user.jsp should look something like –

Similarly, the view that is returned on successful login of ROLE_ADMIN is ‘admin’, therefore let’s now create the admin.jsp within the ‘secured’ directory (/WEB-INF/pages/secured).

So the admin.jsp should look something like –

Now’s the time to run the application!

Lets quickly navigate to http://localhost:8080/SpringSecurityDemo/login, which invokes the respective controller method for login and returns login as the view, along with model data. Below is how we see the login page as –

Spring Security Demo - Login Page

Let’s try logging-in with wrong credentials, we can see the following –

Spring Security Demo - Authentication Failed

Now try logging-in with user credentials having role as ROLE_USER i.e. username as ‘user’ and password as ‘123’. Once we do this, we can see the following –

Spring Security Demo - User logged in

Now let’s try to access the URL for ‘admin’ i.e http://localhost:8080/SpringSecurityDemo/admin, which should NOT be allowed to a user with role ROLE_USER and should be allowed ONLY to users with role as ROLE_ADMIN.

Spring Security Demo - Access Denied

So yes, it is ‘access denied’, since the user currently logged in has a role ROLE_USER.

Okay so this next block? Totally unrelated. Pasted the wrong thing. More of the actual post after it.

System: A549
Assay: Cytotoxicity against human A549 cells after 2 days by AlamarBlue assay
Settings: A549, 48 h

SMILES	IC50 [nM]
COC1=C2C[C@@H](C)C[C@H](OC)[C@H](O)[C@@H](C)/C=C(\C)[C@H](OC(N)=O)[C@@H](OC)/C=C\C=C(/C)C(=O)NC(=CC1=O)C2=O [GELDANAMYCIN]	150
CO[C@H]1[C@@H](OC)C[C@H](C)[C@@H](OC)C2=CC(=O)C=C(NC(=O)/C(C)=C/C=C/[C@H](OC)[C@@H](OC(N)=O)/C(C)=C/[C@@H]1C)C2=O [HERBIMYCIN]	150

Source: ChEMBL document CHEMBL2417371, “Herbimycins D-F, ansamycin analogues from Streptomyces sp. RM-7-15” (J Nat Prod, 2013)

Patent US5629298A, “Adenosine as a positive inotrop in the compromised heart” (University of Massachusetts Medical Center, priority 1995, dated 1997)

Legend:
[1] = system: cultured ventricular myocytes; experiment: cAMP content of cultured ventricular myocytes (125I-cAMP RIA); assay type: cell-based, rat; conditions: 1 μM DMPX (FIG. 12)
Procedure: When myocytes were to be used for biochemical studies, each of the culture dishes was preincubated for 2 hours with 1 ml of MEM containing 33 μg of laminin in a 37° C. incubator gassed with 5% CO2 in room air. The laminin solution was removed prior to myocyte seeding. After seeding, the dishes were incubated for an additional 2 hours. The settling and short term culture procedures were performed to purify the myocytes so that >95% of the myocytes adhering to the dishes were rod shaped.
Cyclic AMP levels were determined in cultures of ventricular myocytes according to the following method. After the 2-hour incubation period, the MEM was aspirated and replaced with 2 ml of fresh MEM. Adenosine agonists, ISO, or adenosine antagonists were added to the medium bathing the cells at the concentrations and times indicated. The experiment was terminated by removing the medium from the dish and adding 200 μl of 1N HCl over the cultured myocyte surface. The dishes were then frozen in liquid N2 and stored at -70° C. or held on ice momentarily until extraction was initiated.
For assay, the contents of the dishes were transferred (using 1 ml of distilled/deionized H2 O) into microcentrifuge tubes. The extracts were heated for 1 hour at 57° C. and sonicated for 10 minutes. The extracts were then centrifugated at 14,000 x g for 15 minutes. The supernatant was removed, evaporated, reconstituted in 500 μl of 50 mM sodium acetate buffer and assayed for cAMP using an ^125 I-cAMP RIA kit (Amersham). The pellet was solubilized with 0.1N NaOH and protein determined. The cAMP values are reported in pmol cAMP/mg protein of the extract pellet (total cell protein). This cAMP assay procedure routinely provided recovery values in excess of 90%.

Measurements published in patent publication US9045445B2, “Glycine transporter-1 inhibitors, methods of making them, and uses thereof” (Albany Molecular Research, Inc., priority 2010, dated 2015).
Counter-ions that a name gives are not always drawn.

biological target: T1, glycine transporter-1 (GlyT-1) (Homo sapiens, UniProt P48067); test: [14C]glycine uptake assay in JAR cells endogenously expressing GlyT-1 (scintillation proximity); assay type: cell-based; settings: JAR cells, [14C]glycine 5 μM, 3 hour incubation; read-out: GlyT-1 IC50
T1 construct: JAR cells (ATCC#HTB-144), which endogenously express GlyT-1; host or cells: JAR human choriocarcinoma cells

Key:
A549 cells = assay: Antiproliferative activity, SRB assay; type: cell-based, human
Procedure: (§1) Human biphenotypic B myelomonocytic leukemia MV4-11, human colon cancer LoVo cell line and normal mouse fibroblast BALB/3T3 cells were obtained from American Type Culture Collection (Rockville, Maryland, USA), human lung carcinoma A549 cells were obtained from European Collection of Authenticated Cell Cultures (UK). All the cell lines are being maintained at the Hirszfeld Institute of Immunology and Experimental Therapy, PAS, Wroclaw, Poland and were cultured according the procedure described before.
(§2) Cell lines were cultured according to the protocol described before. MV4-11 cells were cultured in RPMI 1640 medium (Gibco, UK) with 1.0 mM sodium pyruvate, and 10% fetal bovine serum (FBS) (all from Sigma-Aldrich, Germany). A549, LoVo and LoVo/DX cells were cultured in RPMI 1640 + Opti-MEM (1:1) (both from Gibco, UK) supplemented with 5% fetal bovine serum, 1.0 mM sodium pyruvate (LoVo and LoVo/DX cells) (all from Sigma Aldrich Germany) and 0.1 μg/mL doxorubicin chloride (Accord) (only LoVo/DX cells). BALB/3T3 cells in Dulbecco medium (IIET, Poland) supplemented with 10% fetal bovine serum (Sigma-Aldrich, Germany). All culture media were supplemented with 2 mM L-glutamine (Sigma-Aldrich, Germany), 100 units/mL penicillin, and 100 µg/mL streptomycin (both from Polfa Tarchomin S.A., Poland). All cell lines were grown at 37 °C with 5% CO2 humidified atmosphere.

Okay, now let’s logout the user and try logging-in with the admin role ROLE_ADMIN i.e. username as ‘admin’ and password as ‘123’.

Spring Security Demo - User logged in

As specified in the spring-security.xml context, the admin role ROLE_ADMIN should be authorized to view both the user page as well as the admin page. User page is already accessible to the admin as can be seen in the above snapshot. Now let’s navigate to the admin page http://localhost:8080/SpringSecurityDemo/admin and check if the page is accessible.

Spring Security Demo - Admin Page

So yes, it is, since the user currently logged in has a role ROLE_ADMIN.

That is it. But before we end up, below is the project structure for your reference that we see after importing it in Eclipse –

Spring Security - Project Structure